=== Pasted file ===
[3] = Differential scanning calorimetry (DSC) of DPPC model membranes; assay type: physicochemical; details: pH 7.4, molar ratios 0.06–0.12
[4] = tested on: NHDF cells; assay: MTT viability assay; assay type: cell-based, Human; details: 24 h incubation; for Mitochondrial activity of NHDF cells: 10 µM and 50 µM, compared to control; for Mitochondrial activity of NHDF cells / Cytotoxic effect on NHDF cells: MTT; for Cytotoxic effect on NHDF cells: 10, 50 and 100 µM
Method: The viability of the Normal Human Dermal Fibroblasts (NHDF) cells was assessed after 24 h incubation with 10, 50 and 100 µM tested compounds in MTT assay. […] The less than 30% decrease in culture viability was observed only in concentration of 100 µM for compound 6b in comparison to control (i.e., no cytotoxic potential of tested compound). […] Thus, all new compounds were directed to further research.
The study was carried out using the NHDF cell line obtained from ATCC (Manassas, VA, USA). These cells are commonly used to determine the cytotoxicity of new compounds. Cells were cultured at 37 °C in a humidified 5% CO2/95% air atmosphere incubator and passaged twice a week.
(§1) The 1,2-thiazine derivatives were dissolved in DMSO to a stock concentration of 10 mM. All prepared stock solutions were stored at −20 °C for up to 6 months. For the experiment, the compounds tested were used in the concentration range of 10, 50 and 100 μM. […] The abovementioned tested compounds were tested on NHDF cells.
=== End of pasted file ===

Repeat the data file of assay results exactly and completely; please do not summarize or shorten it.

[3] = Differential scanning calorimetry (DSC) of DPPC model membranes; assay type: physicochemical; details: pH 7.4, molar ratios 0.06–0.12
[4] = tested on: NHDF cells; assay: MTT viability assay; assay type: cell-based, Human; details: 24 h incubation; for Mitochondrial activity of NHDF cells: 10 µM and 50 µM, compared to control; for Mitochondrial activity of NHDF cells / Cytotoxic effect on NHDF cells: MTT; for Cytotoxic effect on NHDF cells: 10, 50 and 100 µM
Method: The viability of the Normal Human Dermal Fibroblasts (NHDF) cells was assessed after 24 h incubation with 10, 50 and 100 µM tested compounds in MTT assay. […] The less than 30% decrease in culture viability was observed only in concentration of 100 µM for compound 6b in comparison to control (i.e., no cytotoxic potential of tested compound). […] Thus, all new compounds were directed to further research.
The study was carried out using the NHDF cell line obtained from ATCC (Manassas, VA, USA). These cells are commonly used to determine the cytotoxicity of new compounds. Cells were cultured at 37 °C in a humidified 5% CO2/95% air atmosphere incubator and passaged twice a week.
(§1) The 1,2-thiazine derivatives were dissolved in DMSO to a stock concentration of 10 mM. All prepared stock solutions were stored at −20 °C for up to 6 months. For the experiment, the compounds tested were used in the concentration range of 10, 50 and 100 μM. […] The abovementioned tested compounds were tested on NHDF cells.